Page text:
Spice of Life - Turmeric

I am from India, the land of spices.  I was told by a friend that my home is painted in the colors of spices, and a co-worker characterized my nature as "spicy".  So, when I thought about writing for Vegan42, what else should I start with, but spices?

This is the first in my series of articles on spices - Turmeric.

Turmeric

Turmeric

In India, I grew up eating turmeric everyday.  The pungent aroma of turmeric cooking was ever present in my house. I remember my mother making us drink warm milk with turmeric in it when we were ill. Turmeric, as I remember, was a cure all.  It helped with upset stomachs and colds and aches and pains. 

Turmeric is related to ginger, but has a distinct taste as well as color.  It is native to South East Asia. Like Ginger, it can be sliced and added to every day dishes for flavor. However the most common use is to bake it and powder it.  This creates the bright yellow powder found in stores.

Health Benefits

Turmeric is a naturla antiseptic and anti bacterial, and can be used on open wounds!  It is also know to benefit in many cancers including prostate cancer, breast cancer and melanoma.  It is a natural liver detoxifier, and also a potent anti-inflamatory.  Studies are being conducted to research the effects of turmeric in pancreatic cancer.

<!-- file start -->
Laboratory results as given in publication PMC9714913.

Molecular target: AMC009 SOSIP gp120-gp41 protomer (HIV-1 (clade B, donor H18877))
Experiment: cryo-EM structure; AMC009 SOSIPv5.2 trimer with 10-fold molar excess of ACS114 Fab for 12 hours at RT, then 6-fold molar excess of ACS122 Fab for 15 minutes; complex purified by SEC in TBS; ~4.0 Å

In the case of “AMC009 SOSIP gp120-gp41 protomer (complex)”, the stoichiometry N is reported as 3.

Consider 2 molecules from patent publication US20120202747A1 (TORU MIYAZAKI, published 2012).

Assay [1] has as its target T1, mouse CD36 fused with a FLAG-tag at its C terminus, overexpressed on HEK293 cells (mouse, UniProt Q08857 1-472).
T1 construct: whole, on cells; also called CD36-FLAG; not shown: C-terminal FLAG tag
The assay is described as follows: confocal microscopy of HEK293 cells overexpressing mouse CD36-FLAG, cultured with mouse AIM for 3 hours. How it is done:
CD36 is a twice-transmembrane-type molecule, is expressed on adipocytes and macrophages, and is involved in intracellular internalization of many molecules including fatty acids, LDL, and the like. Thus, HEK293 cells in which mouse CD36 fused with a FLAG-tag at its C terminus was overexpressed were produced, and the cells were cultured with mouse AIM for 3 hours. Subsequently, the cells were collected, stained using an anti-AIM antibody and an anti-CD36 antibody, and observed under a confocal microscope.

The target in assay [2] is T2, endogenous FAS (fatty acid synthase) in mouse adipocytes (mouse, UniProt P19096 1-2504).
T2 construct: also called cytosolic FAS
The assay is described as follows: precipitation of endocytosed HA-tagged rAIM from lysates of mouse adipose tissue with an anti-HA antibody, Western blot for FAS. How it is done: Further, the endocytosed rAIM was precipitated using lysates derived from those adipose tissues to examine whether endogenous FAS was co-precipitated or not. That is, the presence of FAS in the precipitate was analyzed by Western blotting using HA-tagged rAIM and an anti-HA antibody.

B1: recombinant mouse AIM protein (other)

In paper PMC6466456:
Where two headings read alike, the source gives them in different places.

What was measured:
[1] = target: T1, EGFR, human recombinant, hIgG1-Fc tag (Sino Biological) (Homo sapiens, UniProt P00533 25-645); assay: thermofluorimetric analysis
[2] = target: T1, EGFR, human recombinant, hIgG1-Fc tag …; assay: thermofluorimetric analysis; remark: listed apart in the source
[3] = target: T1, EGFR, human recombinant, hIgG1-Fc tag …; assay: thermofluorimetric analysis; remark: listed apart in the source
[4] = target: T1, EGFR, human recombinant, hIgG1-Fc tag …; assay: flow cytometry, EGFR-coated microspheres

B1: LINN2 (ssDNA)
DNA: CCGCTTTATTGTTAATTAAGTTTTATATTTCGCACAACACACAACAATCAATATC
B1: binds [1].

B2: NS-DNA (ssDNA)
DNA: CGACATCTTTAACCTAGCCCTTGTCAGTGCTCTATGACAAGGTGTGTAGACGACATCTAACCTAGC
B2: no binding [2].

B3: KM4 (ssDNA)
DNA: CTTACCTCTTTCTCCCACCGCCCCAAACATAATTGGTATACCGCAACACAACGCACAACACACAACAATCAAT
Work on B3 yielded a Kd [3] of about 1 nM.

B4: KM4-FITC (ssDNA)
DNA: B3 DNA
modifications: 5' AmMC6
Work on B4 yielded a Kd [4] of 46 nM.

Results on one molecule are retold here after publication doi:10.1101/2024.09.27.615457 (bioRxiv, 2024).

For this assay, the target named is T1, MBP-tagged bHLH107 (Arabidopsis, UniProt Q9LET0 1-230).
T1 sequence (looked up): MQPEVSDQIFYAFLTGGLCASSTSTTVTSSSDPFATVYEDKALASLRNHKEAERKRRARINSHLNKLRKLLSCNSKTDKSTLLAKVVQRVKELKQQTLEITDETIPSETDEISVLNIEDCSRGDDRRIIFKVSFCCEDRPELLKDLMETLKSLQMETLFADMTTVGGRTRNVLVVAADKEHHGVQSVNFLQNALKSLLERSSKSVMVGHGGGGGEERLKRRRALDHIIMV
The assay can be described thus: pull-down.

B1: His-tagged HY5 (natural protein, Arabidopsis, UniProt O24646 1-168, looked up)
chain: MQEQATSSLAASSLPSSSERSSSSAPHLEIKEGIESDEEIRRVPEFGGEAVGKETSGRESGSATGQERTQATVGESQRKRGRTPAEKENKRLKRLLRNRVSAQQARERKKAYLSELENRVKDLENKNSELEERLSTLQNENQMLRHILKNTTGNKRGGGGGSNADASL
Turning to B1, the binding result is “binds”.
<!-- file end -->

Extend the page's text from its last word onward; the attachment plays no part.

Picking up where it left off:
Turneric may help fat metabolism, as well as help treat drepression.  It has been used in chinese medicine to treat arthritis.  It is also know to help with skin conditions such as psoriasis, as well as prevent sun burn.

Uses

Besides being one of the main ingredients in curry, it can be added to many foods for color enhancement, taste - or just plain health benefits.  IN Europe, it has been dubbed the Indian Saffron - it yeilds similar color as Saffron and is inexpensive.

Recipes

For some of our recipes with Tuemeric, go here.  Come back for more recipes every week!


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